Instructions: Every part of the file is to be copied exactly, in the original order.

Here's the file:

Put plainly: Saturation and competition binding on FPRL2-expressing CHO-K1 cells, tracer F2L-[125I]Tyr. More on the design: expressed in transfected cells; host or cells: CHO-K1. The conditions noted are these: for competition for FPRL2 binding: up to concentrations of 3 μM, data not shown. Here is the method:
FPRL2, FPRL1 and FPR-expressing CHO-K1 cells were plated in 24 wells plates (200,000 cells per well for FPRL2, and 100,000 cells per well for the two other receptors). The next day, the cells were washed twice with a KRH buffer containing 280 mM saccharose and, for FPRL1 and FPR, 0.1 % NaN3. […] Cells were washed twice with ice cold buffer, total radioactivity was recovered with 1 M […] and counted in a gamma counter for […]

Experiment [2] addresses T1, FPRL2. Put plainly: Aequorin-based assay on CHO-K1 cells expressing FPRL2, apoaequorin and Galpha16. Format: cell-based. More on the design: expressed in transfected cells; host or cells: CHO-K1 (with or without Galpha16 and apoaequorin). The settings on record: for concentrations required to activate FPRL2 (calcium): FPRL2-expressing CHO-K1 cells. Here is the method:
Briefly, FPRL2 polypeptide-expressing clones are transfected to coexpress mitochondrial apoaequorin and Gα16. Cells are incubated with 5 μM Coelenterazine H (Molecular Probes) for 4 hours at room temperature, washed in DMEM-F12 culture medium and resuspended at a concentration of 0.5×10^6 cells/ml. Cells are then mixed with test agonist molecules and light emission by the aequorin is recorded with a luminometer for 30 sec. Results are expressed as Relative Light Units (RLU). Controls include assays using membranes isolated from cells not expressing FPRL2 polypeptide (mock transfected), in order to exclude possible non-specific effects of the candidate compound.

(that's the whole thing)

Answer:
Put plainly: Saturation and competition binding on FPRL2-expressing CHO-K1 cells, tracer F2L-[125I]Tyr. More on the design: expressed in transfected cells; host or cells: CHO-K1. The conditions noted are these: for competition for FPRL2 binding: up to concentrations of 3 μM, data not shown. Here is the method:
FPRL2, FPRL1 and FPR-expressing CHO-K1 cells were plated in 24 wells plates (200,000 cells per well for FPRL2, and 100,000 cells per well for the two other receptors). The next day, the cells were washed twice with a KRH buffer containing 280 mM saccharose and, for FPRL1 and FPR, 0.1 % NaN3. […] Cells were washed twice with ice cold buffer, total radioactivity was recovered with 1 M […] and counted in a gamma counter for […]

Experiment [2] addresses T1, FPRL2. Put plainly: Aequorin-based assay on CHO-K1 cells expressing FPRL2, apoaequorin and Galpha16. Format: cell-based. More on the design: expressed in transfected cells; host or cells: CHO-K1 (with or without Galpha16 and apoaequorin). The settings on record: for concentrations required to activate FPRL2 (calcium): FPRL2-expressing CHO-K1 cells. Here is the method:
Briefly, FPRL2 polypeptide-expressing clones are transfected to coexpress mitochondrial apoaequorin and Gα16. Cells are incubated with 5 μM Coelenterazine H (Molecular Probes) for 4 hours at room temperature, washed in DMEM-F12 culture medium and resuspended at a concentration of 0.5×10^6 cells/ml. Cells are then mixed with test agonist molecules and light emission by the aequorin is recorded with a luminometer for 30 sec. Results are expressed as Relative Light Units (RLU). Controls include assays using membranes isolated from cells not expressing FPRL2 polypeptide (mock transfected), in order to exclude possible non-specific effects of the candidate compound.